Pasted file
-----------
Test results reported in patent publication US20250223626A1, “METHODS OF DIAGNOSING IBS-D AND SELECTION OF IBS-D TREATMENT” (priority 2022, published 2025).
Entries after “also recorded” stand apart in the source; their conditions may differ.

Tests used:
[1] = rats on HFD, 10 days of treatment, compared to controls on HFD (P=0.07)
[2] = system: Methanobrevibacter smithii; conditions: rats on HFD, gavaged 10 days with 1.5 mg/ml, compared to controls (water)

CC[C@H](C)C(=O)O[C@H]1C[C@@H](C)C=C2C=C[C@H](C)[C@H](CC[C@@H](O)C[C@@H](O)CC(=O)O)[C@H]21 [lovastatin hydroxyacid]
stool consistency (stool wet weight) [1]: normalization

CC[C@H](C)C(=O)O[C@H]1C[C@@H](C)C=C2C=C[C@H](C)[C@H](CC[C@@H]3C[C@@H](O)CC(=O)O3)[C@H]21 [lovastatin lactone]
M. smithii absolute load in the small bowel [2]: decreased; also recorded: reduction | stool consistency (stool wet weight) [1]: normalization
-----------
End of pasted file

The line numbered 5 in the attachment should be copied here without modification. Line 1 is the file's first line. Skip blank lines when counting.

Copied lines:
[2] = system: Methanobrevibacter smithii; conditions: rats on HFD, gavaged 10 days with 1.5 mg/ml, compared to controls (water)